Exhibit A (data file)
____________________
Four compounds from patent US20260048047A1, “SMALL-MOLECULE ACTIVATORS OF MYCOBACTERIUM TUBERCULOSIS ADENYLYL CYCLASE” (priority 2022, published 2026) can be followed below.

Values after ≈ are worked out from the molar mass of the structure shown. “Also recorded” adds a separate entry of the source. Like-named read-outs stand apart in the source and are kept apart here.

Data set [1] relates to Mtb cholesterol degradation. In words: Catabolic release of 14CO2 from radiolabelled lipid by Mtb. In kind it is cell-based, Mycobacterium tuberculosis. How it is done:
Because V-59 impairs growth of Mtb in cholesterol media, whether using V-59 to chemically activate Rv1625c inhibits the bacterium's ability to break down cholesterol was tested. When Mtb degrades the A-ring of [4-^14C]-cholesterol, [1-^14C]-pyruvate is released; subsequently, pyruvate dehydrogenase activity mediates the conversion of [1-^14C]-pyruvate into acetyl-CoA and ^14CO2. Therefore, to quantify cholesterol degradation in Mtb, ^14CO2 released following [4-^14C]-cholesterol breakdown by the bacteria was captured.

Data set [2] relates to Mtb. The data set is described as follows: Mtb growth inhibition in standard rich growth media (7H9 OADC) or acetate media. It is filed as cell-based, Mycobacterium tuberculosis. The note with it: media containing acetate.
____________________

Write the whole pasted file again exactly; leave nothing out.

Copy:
Four compounds from patent US20260048047A1, “SMALL-MOLECULE ACTIVATORS OF MYCOBACTERIUM TUBERCULOSIS ADENYLYL CYCLASE” (priority 2022, published 2026) can be followed below.

Values after ≈ are worked out from the molar mass of the structure shown. “Also recorded” adds a separate entry of the source. Like-named read-outs stand apart in the source and are kept apart here.

Data set [1] relates to Mtb cholesterol degradation. In words: Catabolic release of 14CO2 from radiolabelled lipid by Mtb. In kind it is cell-based, Mycobacterium tuberculosis. How it is done:
Because V-59 impairs growth of Mtb in cholesterol media, whether using V-59 to chemically activate Rv1625c inhibits the bacterium's ability to break down cholesterol was tested. When Mtb degrades the A-ring of [4-^14C]-cholesterol, [1-^14C]-pyruvate is released; subsequently, pyruvate dehydrogenase activity mediates the conversion of [1-^14C]-pyruvate into acetyl-CoA and ^14CO2. Therefore, to quantify cholesterol degradation in Mtb, ^14CO2 released following [4-^14C]-cholesterol breakdown by the bacteria was captured.

Data set [2] relates to Mtb. The data set is described as follows: Mtb growth inhibition in standard rich growth media (7H9 OADC) or acetate media. It is filed as cell-based, Mycobacterium tuberculosis. The note with it: media containing acetate.